Thus, the issue before this Court is whether plaintiff's complaint, when given the benefit of every favorable inference, alleges facts suggesting that defendant knowingly produced a materially and substantially fictitious biography that violates the statutory right of privacy [FN1]. [*3]Turning to the record, plaintiff alleges that the film is a "knowing and substantially fictionalized account" about plaintiff "and the events that led to his incarceration," and that it appropriates his name without his consent "for purposes of profit." In support of this claim, plaintiff offered a letter written by a producer associated with the film to his mother before the film's release. The producer indicated that she was involved in the production of a documentary intended to accompany the film that the producer "hope[d] . . . [would] provide the platform for [the mother's] family to state their position in a non-fictional program after the [film] airs." Viewing the producer's correspondence in the light most favorable to plaintiff and according plaintiff the benefit of every favorable inference, it is reasonable to infer that the producer indicated that the film was considered to be a fictitious program. Considering the foregoing and the standard of review on a motion to dismiss, we cannot say that plaintiff has failed to sufficiently allege the same degree of fictionalization or the same degree of defendant's knowledge of such fictionalization as that which has been found to violate the statutory right to privacy without running afoul of constitutional protections of speech (see Spahn v Julian Messner, Inc., 21 NY2d at 129; see also Binns v Vitagraph Co. of Am., 210 NY at 56)[FN2]. Accordingly, defendant's motion to dismiss for failure to state a cause of action should have been denied.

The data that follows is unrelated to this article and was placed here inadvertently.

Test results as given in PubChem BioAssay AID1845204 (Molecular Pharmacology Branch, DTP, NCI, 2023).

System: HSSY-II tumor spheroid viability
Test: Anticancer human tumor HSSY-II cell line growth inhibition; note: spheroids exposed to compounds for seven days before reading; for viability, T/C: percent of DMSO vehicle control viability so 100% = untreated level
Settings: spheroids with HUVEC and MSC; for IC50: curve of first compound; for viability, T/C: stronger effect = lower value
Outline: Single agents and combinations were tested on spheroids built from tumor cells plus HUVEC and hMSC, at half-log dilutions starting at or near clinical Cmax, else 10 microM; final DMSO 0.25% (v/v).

Garry, Lynch, Devine and Mulvey, JJ., concur.